Compare any two graphics cards:
GeForce GT 440 1.5GB vs Radeon HD 6670 (OEM)
IntroThe GeForce GT 440 1.5GB uses a 40 nm design. nVidia has set the core frequency at 594 MHz. The GDDR3 memory works at a frequency of 900 MHz on this model. It features 144 SPUs along with 24 Texture Address Units and 24 Rasterization Operator Units.
Compare all of that to the Radeon HD 6670 (OEM), which comes with clock speeds of 800 MHz on the GPU, and 1000 MHz on the 512 MB of GDDR5 RAM. It features 480 SPUs along with 24 Texture Address Units and 8 Rasterization Operator Units.
Power Usage and Theoretical Benchmarks
Power Consumption (Max TDP)
The Radeon HD 6670 (OEM) should in theory be much faster than the GeForce GT 440 1.5GB in general. (explain)
Texel RateThe Radeon HD 6670 (OEM) will be much (about 35%) better at AF than the GeForce GT 440 1.5GB. (explain)
Pixel RateThe GeForce GT 440 1.5GB is a lot (about 123%) more effective at FSAA than the Radeon HD 6670 (OEM), and should be able to handle higher screen resolutions without losing too much performance. (explain)
Please note that the above 'benchmarks' are all just theoretical - the results were calculated based on the card's specifications, and real-world performance may (and probably will) vary at least a bit.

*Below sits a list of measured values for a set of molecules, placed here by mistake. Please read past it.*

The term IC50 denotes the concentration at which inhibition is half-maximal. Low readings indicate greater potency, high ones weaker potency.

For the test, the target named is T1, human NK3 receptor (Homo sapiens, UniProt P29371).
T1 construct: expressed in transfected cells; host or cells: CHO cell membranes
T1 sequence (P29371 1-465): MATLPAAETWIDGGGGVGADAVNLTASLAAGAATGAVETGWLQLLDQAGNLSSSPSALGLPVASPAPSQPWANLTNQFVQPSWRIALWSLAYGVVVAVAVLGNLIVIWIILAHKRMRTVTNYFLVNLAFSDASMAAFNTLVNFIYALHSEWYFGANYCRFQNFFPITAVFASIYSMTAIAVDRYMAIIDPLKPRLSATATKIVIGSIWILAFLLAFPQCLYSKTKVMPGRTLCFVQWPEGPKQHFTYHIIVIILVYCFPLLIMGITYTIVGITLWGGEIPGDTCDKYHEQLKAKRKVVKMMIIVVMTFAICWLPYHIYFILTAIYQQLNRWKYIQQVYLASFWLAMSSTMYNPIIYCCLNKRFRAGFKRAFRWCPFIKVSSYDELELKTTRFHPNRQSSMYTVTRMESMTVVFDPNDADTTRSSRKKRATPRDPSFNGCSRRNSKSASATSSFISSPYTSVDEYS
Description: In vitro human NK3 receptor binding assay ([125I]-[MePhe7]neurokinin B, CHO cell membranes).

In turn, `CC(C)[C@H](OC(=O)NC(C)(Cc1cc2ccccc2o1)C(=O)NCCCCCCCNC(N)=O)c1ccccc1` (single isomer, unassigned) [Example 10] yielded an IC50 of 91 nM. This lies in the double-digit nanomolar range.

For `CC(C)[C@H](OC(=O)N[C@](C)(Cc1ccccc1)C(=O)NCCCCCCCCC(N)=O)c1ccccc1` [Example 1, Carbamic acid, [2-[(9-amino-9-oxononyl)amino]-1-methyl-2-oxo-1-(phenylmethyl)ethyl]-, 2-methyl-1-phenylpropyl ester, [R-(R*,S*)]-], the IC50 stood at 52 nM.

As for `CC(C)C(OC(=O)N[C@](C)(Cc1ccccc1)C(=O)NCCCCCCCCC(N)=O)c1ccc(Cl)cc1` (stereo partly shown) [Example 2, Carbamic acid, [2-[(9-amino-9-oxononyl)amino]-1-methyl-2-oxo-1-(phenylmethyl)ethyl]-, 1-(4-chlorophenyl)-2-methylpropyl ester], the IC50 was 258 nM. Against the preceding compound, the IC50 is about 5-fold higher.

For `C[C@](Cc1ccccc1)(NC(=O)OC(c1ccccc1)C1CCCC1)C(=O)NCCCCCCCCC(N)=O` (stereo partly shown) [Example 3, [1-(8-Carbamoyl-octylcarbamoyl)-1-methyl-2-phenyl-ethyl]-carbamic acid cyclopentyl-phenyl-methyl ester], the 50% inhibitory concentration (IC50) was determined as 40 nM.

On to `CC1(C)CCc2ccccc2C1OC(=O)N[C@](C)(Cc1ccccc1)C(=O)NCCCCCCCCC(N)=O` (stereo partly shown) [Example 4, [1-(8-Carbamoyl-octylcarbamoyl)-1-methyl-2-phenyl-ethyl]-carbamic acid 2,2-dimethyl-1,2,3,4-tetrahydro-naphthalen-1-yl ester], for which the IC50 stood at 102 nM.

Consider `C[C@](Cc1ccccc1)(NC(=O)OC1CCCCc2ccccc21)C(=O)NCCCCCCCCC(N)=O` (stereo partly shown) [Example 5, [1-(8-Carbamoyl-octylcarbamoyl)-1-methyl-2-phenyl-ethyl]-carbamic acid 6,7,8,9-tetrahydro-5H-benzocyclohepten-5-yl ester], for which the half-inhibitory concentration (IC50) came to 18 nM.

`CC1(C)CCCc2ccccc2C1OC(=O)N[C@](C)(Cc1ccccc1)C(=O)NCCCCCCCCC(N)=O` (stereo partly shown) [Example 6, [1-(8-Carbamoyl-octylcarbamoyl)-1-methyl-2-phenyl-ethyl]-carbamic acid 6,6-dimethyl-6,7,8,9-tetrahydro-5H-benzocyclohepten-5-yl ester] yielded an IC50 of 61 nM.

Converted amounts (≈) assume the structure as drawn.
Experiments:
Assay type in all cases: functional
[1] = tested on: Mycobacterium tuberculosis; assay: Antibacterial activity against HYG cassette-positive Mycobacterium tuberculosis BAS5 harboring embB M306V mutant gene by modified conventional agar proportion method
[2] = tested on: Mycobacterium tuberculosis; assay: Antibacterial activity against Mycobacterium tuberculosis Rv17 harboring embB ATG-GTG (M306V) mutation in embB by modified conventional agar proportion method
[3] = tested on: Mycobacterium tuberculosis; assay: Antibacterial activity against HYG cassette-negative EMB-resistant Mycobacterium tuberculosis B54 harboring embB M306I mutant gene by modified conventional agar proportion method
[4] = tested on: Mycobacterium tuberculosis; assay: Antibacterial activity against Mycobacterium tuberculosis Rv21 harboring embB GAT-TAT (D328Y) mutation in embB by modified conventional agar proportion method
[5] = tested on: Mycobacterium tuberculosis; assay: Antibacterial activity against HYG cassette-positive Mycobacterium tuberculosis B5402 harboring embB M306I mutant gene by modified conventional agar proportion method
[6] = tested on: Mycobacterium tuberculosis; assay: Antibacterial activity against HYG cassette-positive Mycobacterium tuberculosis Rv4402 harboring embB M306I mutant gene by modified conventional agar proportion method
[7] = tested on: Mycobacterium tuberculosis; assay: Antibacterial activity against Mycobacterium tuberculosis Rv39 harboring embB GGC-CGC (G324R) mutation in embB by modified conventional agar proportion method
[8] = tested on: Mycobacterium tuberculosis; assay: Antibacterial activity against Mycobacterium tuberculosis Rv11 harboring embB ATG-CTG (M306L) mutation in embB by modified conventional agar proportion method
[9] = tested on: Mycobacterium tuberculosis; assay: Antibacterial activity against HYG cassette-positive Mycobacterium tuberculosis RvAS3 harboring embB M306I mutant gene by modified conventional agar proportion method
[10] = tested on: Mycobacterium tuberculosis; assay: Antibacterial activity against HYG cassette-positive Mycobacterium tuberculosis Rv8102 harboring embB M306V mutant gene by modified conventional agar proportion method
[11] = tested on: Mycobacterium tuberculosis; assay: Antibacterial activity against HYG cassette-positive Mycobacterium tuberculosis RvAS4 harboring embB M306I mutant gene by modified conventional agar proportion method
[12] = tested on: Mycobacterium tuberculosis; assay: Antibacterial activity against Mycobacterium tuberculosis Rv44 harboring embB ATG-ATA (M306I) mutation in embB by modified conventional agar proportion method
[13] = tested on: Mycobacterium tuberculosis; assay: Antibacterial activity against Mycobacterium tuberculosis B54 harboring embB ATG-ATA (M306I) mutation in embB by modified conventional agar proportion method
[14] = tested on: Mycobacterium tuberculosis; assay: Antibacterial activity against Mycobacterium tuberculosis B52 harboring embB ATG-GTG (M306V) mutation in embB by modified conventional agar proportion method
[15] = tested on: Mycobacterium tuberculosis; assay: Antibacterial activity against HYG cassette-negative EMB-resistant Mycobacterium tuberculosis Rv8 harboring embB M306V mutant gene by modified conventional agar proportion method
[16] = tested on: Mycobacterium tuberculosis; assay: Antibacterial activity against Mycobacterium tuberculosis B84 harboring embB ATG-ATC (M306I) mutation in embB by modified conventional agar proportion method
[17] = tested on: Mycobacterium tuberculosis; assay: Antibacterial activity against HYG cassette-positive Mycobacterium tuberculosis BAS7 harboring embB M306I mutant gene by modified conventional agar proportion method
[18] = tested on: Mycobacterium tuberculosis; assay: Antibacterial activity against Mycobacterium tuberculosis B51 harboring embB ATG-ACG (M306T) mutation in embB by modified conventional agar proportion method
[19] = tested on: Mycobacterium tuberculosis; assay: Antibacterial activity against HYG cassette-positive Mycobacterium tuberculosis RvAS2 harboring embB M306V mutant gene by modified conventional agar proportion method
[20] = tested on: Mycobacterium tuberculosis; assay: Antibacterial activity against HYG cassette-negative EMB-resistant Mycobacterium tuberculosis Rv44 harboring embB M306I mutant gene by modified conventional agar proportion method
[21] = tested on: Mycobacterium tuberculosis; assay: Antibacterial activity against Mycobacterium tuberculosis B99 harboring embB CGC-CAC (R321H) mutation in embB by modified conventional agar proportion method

Please note that the price comparisons are based on search keywords - sometimes it might show cards with very similar names that are not exactly the same as the one chosen in the comparison. We do try to filter out the wrong results as best we can, though.
Memory Bandwidth: Bandwidth is the maximum amount of data (measured in MB per second) that can be moved across the external memory interface within a second. It's calculated by multiplying the card's interface width by the speed of its memory. If the card has DDR type RAM, the result should be multiplied by 2 once again. If it uses DDR5, multiply by 4 instead. The better the bandwidth is, the better the card will be in general. It especially helps with AA, High Dynamic Range and higher screen resolutions.
Texel Rate: Texel rate is the maximum amount of texture map elements (texels) that are processed in one second. This number is calculated by multiplying the total number of texture units by the core speed of the chip. The higher the texel rate, the better the card will be at texture filtering (anisotropic filtering - AF). It is measured in millions of texels applied in one second.
Pixel Rate: Pixel rate is the maximum number of pixels the graphics card could possibly write to the local memory in one second - measured in millions of pixels per second. The figure is calculated by multiplying the number of colour ROPs by the the core clock speed. ROPs (Raster Operations Pipelines - also sometimes called Render Output Units) are responsible for drawing the pixels (image) on the screen. The actual pixel rate is also dependant on quite a few other factors, most notably the memory bandwidth of the card - the lower the memory bandwidth is, the lower the ability to reach the maximum fill rate.